Themes and Meanings
The most vivid character in Last Summer at Bluefish Cove is Lil, who dramatizes the play’s various themes of love, friendship, the joys and difficulties of being lesbian, and courage in the face of death. Jane Chambers wrote the play in 1976 shortly after a friend’s death from cancer. In 1982 she herself was diagnosed with cancer, and she died of a brain tumor in 1983. For this reason, some critics call the play autobiographical. In many ways, Bluefish Cove is also a play about family: Chambers wrote in the play’s Introduction that it is an exploration of “coping with a death sentence in the prime of one’s life and the strength of the homosexual family.”
Lil’s fishing in the opening scene is symbolic: She is alone, yet enjoying the activity and still in pursuit of the joys of life. The love she and Eva discover allows them many moments of self-discovery, and they come to grips with the mistakes each has made in the past for the sake of love. Lil is witty, cynical, brave, spirited, and not used to commitment, while Eva is passionate and determined to stay with her to the end, at all costs. Lil says that Kitty’s books will be on library shelves for one hundred years and that Annie’s sculptures will last indefinitely, adding, “That’s a kind of immortality. [Pause.] Alley cats just come and go.” Lil knows that she herself will last only as long as her friends will remember her. She feels the agony of knowing...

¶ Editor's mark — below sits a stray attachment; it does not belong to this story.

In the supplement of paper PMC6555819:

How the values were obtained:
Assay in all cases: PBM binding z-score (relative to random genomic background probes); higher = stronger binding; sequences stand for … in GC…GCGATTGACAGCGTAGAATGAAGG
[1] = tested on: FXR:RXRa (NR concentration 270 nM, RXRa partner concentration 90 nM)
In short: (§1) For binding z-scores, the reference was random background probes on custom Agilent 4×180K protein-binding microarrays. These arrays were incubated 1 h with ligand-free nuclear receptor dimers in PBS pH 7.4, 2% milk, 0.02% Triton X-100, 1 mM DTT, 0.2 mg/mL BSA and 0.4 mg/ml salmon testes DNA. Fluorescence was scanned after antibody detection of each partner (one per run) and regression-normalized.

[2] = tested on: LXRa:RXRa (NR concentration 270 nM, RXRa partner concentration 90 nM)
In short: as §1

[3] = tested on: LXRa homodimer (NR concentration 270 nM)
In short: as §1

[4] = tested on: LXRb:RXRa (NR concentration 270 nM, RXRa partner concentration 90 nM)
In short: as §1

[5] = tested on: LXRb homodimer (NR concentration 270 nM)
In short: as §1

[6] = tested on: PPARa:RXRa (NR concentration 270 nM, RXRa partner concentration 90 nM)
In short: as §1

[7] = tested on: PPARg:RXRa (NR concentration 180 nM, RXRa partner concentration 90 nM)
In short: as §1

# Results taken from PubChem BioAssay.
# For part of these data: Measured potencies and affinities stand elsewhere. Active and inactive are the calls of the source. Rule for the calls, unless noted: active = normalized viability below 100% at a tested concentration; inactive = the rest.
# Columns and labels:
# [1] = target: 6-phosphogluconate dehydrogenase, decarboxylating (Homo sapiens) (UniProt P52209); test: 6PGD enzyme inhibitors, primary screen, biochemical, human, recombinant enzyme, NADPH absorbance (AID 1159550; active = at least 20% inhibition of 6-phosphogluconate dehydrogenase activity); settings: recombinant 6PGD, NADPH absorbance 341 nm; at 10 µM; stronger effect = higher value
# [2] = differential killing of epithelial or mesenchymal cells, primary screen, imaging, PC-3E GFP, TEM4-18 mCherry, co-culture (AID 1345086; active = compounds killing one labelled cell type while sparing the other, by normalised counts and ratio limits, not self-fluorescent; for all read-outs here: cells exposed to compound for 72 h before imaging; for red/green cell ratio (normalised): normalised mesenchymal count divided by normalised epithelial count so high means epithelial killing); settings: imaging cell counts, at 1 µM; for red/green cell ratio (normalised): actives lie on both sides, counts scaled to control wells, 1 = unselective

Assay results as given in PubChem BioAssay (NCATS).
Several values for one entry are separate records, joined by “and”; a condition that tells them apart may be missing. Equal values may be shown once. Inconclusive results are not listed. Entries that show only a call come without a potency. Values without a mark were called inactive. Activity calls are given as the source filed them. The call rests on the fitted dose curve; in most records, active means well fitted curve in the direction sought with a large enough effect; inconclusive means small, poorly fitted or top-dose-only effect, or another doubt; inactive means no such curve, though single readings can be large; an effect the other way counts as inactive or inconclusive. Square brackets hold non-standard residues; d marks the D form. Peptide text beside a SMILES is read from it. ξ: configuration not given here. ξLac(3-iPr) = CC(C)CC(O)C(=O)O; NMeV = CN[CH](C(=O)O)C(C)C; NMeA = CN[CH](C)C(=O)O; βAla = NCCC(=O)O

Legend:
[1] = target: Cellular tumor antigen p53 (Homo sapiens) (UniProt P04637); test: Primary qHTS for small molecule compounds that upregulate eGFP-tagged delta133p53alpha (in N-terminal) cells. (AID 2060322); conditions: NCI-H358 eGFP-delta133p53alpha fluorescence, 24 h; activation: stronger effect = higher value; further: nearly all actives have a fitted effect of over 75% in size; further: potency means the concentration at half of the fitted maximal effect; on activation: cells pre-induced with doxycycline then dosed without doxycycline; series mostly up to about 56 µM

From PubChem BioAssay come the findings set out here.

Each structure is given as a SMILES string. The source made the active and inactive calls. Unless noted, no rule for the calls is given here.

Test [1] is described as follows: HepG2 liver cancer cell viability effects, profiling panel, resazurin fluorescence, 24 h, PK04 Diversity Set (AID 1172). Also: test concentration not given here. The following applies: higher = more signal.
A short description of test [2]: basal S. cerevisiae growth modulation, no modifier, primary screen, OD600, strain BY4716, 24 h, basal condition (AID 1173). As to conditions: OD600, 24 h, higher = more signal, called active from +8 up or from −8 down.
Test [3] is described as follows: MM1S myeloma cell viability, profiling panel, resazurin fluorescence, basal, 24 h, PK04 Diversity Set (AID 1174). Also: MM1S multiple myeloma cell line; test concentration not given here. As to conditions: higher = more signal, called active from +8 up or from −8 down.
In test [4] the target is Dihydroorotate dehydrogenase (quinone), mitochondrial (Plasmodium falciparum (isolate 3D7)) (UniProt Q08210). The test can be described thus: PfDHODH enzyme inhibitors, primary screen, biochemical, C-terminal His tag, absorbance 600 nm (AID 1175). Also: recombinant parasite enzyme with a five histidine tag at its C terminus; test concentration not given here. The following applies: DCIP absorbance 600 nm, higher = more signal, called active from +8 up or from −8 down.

(The entire section is 565 words.)